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About The North Platte semi-weekly tribune. (North Platte, Neb.) 1895-1922 | View Entire Issue (Dec. 17, 1915)
When Jane Fixes the
I LIKE to loaf In tho kitchen wlillo
Jano In tier wifely way
la puttln' tli o flnlah on knickknacks
for tho dinner on ChrlstmuB day.
Say, tolllblo early o' mornln'8, when
tho coffeepot's itlmmorln' low,
An' tho roosters Is crowln' for daybreak
llko nobody olsa didn't know
An' out through tho whlto curtained win
der tho stars Is bOKlnnln' to fade,
An' tho JMb thut was lild In darkness Is
fttf&t comln' out o' tho shndo.
Dlrco'ly a sllcnco settles, bo plain It Is
mighty nigh seen,
An' mo an' tho past stand together, with
scurcely a intnlt between,
Tor I fed unusually tender In n gtad,
half sad Bort o' way
Whllo Jano Is llxln' tho knickknacks for
tho dinner on Chrlstmus day.
'A person don't novor, I reckon, dlsrcmcm-
ber tho old folks at home,
No matter how feeblo ho grows an' no
matter Jest whoro ho may roam,
An' thoy show protty clear nt uuch mlnltz,
truo un' brnvo uh In days gone by,
Till I push my chair In tho shndders
n-hUlin' tho mist In my oye.
I ceo tho grnvo fuco of my father as ho
roads by tho candlestick there,
An I hear somo hymn of my mother ns
eho rockH In tho hickory chair:
Then tho firelight falls on tho cellin' with
tho rose o' tho old tlmo glow
Ah I dream only dreams o' tho futuro 'otld
o' dreams o' tho long ago.
llclgh ho! What a world o' changes from
tho lad to tho man now gray,
Wutchln' Jane uh eho Uxoh knlckkuackH
for tho dinner on Chrlstmus day!
Then my thoughts travels on nn' onward
from mints whoro tho old folks be,
An' I wonder If our own children Is think
In' o' Jano an' mo;
If they heard coiuu organ sendln' tho
song. "Bo Thoy Mlts Mo at Homo?"
Through tho holy Chrlstmus morula',
through tho holy Chrlstmus glo.im,
If they heard th'olr children shoutln' In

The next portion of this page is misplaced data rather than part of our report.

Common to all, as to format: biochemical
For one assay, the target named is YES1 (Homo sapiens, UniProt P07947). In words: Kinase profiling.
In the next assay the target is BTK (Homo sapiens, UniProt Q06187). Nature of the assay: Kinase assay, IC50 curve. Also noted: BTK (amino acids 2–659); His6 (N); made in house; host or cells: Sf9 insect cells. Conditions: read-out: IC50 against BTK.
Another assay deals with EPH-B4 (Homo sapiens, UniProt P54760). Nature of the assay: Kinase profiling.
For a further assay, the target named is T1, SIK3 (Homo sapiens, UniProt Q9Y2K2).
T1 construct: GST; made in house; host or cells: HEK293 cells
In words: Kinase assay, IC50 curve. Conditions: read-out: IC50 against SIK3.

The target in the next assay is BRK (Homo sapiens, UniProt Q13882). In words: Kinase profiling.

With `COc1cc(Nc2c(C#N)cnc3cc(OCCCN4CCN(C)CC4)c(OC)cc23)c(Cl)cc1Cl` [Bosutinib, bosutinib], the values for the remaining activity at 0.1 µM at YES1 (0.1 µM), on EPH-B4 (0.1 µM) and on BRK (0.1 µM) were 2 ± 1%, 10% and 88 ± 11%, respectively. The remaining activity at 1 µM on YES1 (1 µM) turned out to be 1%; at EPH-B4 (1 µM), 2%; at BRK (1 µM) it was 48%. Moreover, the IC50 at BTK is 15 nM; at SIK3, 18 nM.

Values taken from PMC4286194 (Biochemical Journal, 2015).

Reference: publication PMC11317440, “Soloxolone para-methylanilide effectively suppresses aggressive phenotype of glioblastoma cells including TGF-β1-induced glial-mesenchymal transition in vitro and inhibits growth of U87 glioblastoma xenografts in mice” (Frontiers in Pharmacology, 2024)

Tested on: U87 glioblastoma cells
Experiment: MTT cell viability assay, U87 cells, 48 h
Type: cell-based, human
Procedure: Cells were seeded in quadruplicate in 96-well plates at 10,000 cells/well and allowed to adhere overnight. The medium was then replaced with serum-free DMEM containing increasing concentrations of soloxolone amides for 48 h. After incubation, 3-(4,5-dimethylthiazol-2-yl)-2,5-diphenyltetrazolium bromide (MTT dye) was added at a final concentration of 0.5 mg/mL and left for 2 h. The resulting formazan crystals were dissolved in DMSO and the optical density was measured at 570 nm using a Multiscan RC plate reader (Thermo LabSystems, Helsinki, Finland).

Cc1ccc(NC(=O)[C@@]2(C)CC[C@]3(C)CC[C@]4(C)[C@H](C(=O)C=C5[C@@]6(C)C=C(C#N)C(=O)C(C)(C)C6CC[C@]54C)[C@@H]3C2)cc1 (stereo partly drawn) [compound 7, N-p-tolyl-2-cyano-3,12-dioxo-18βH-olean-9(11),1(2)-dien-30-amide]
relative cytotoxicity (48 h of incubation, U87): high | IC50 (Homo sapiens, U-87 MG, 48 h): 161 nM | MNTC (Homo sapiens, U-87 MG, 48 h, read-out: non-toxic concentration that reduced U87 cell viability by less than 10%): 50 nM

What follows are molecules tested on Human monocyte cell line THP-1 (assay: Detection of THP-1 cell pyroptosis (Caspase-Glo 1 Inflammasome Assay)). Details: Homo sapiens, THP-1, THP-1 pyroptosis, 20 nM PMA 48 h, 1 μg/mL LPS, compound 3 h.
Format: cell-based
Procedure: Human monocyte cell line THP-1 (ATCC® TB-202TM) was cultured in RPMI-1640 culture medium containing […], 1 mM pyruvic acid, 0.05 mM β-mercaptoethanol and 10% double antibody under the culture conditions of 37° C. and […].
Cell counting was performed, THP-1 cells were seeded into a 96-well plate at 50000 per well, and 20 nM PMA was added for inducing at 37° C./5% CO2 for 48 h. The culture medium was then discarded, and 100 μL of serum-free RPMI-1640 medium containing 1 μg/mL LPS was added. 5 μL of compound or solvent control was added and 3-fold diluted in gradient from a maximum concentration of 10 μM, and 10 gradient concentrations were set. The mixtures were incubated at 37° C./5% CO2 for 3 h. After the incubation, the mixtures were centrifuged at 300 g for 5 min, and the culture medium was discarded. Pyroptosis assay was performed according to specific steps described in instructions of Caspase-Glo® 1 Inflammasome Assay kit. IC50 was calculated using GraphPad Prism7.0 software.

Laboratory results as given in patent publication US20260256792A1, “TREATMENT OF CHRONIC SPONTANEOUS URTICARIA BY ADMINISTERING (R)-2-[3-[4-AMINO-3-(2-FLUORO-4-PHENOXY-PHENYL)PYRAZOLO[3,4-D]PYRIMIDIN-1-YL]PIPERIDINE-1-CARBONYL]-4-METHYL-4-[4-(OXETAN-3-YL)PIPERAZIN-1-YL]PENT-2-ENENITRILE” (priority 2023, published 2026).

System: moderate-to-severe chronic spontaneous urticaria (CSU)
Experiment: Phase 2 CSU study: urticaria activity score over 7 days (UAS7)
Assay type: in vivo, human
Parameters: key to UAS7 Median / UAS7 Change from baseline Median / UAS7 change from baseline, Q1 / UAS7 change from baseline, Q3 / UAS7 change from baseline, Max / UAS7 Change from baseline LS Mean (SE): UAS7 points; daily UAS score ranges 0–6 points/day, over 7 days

plenBuro beslrio their toys,
Would they think onco moro o' tho home
stead, whoro thoy lived when girls
Tho young has tho world before 'em, but
for us It lieu bohlnd
A dim, dear land o' memories, whero oven
I keep In mind
Wee, faded clothes In tho nttlc, broken
toys long laid away,
As I watch Jano llxln' knickknacks for
tho dinner on Chrlstmus day.
Will T. Halo.
ELECTRIC CHRISTMAS GIFTS.
Still Now Enough to Havo Novelty
Elomont Doar to Americana.
Electric Christmas gifts still possess
that clement of novelty dear to tho
American heart ami thus solve tho
problom of giving Christmas gifts that
aro "different." liuaglno how pleased
most men would ho to receive an elec
tric shaving cup or electric cigar light
er Instead of neckties, socks and hand
kerchiefs "as usual."
A teakettle for grandmother, n sam
ovar for mother's 5 o'clock tens, a
chafiug dish for tho college girl, a disk
stovo for tho bachelor, a tlatlron or
sowing machine motor for tho prac
tical housewife nil theso novel and
useful gffts will bo appreciated by the
It should not bo forgotten that theso
electric Christmas gifts aro all useful
gifts. Each of theso devices Is de
signed to do somo one thing bettor
than It can -bo done any other way,
whether It Is to percolate coffee, toast
broad or furnish tho power for run
ning a sewing machine.
Tho presence of an electric perco
lator on any tablo adds a touch of
something different and something
better. Tho electric tea samovar Is
rapidly becoming quite the thing for
the modern tea table.
The wassail bowl, which Is still used
hi somo old European families at
Christmas, succeeded tho skull of the
Norseman's foe as a drinking vessel.
In theso old wassail bowls, somo speci
mens of which aro of brown waro and
others of masslvo sllvor, wero placed
the ale, tho ginger, tho sugar, tho nut
meg and the roasted crab apples.
Where the old custom still prevails tho
alo Is served spiced and sweetened In
tho wassail howl, but tho apples aro
Still Bring In tho Boar's Head.
' Tho ancient Christmas ceremony of